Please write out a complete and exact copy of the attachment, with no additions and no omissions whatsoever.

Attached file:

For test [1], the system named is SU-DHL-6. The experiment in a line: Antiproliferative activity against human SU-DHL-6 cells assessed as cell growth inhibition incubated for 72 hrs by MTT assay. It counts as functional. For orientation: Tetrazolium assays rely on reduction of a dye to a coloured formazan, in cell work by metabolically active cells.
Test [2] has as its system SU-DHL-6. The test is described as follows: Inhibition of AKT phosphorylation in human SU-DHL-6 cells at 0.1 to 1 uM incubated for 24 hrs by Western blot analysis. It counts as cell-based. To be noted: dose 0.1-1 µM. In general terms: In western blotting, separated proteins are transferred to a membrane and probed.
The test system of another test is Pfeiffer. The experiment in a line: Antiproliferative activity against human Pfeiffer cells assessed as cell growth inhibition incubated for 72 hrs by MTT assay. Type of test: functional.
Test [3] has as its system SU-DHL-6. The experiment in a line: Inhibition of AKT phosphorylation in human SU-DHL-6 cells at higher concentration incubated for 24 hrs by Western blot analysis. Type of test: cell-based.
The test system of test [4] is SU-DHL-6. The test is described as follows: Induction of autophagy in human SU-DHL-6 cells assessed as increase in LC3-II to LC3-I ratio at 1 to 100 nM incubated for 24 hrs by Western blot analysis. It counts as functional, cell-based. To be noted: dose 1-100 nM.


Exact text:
For test [1], the system named is SU-DHL-6. The experiment in a line: Antiproliferative activity against human SU-DHL-6 cells assessed as cell growth inhibition incubated for 72 hrs by MTT assay. It counts as functional. For orientation: Tetrazolium assays rely on reduction of a dye to a coloured formazan, in cell work by metabolically active cells.
Test [2] has as its system SU-DHL-6. The test is described as follows: Inhibition of AKT phosphorylation in human SU-DHL-6 cells at 0.1 to 1 uM incubated for 24 hrs by Western blot analysis. It counts as cell-based. To be noted: dose 0.1-1 µM. In general terms: In western blotting, separated proteins are transferred to a membrane and probed.
The test system of another test is Pfeiffer. The experiment in a line: Antiproliferative activity against human Pfeiffer cells assessed as cell growth inhibition incubated for 72 hrs by MTT assay. Type of test: functional.
Test [3] has as its system SU-DHL-6. The experiment in a line: Inhibition of AKT phosphorylation in human SU-DHL-6 cells at higher concentration incubated for 24 hrs by Western blot analysis. Type of test: cell-based.
The test system of test [4] is SU-DHL-6. The test is described as follows: Induction of autophagy in human SU-DHL-6 cells assessed as increase in LC3-II to LC3-I ratio at 1 to 100 nM incubated for 24 hrs by Western blot analysis. It counts as functional, cell-based. To be noted: dose 1-100 nM.